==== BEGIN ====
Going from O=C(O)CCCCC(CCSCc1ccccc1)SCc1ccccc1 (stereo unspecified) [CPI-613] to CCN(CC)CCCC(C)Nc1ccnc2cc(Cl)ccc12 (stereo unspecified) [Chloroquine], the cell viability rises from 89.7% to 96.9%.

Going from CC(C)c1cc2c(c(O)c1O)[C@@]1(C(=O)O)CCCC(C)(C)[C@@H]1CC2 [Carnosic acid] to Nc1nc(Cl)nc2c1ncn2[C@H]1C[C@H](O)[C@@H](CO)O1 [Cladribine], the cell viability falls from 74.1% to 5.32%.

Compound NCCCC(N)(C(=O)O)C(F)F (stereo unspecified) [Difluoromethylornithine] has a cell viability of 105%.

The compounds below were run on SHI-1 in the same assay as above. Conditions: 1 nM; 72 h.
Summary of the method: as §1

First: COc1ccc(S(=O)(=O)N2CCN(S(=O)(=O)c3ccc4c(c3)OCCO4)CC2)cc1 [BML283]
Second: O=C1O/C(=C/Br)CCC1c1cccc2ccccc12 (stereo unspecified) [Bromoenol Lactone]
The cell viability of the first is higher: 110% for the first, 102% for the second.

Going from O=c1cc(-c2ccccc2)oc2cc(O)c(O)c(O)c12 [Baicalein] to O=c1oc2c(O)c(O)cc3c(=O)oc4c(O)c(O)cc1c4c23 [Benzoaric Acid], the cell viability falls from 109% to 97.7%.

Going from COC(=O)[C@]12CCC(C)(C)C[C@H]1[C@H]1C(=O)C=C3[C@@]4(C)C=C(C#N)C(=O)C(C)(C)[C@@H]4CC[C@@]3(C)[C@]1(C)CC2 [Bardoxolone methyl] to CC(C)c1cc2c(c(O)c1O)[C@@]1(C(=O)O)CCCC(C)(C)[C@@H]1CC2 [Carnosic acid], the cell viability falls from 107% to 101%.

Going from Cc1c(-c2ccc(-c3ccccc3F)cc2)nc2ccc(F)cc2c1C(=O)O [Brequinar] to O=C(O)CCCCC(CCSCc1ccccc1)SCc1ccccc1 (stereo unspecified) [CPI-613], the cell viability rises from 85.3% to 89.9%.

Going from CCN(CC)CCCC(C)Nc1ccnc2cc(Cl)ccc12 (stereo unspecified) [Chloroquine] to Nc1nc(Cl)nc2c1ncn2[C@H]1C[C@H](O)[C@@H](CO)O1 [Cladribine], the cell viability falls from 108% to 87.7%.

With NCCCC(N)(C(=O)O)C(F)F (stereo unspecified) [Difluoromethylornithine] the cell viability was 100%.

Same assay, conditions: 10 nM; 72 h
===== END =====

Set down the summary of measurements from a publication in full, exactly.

Going from O=C(O)CCCCC(CCSCc1ccccc1)SCc1ccccc1 (stereo unspecified) [CPI-613] to CCN(CC)CCCC(C)Nc1ccnc2cc(Cl)ccc12 (stereo unspecified) [Chloroquine], the cell viability rises from 89.7% to 96.9%.

Going from CC(C)c1cc2c(c(O)c1O)[C@@]1(C(=O)O)CCCC(C)(C)[C@@H]1CC2 [Carnosic acid] to Nc1nc(Cl)nc2c1ncn2[C@H]1C[C@H](O)[C@@H](CO)O1 [Cladribine], the cell viability falls from 74.1% to 5.32%.

Compound NCCCC(N)(C(=O)O)C(F)F (stereo unspecified) [Difluoromethylornithine] has a cell viability of 105%.

The compounds below were run on SHI-1 in the same assay as above. Conditions: 1 nM; 72 h.
Summary of the method: as §1

First: COc1ccc(S(=O)(=O)N2CCN(S(=O)(=O)c3ccc4c(c3)OCCO4)CC2)cc1 [BML283]
Second: O=C1O/C(=C/Br)CCC1c1cccc2ccccc12 (stereo unspecified) [Bromoenol Lactone]
The cell viability of the first is higher: 110% for the first, 102% for the second.

Going from O=c1cc(-c2ccccc2)oc2cc(O)c(O)c(O)c12 [Baicalein] to O=c1oc2c(O)c(O)cc3c(=O)oc4c(O)c(O)cc1c4c23 [Benzoaric Acid], the cell viability falls from 109% to 97.7%.

Going from COC(=O)[C@]12CCC(C)(C)C[C@H]1[C@H]1C(=O)C=C3[C@@]4(C)C=C(C#N)C(=O)C(C)(C)[C@@H]4CC[C@@]3(C)[C@]1(C)CC2 [Bardoxolone methyl] to CC(C)c1cc2c(c(O)c1O)[C@@]1(C(=O)O)CCCC(C)(C)[C@@H]1CC2 [Carnosic acid], the cell viability falls from 107% to 101%.

Going from Cc1c(-c2ccc(-c3ccccc3F)cc2)nc2ccc(F)cc2c1C(=O)O [Brequinar] to O=C(O)CCCCC(CCSCc1ccccc1)SCc1ccccc1 (stereo unspecified) [CPI-613], the cell viability rises from 85.3% to 89.9%.

Going from CCN(CC)CCCC(C)Nc1ccnc2cc(Cl)ccc12 (stereo unspecified) [Chloroquine] to Nc1nc(Cl)nc2c1ncn2[C@H]1C[C@H](O)[C@@H](CO)O1 [Cladribine], the cell viability falls from 108% to 87.7%.

With NCCCC(N)(C(=O)O)C(F)F (stereo unspecified) [Difluoromethylornithine] the cell viability was 100%.

Same assay, conditions: 10 nM; 72 h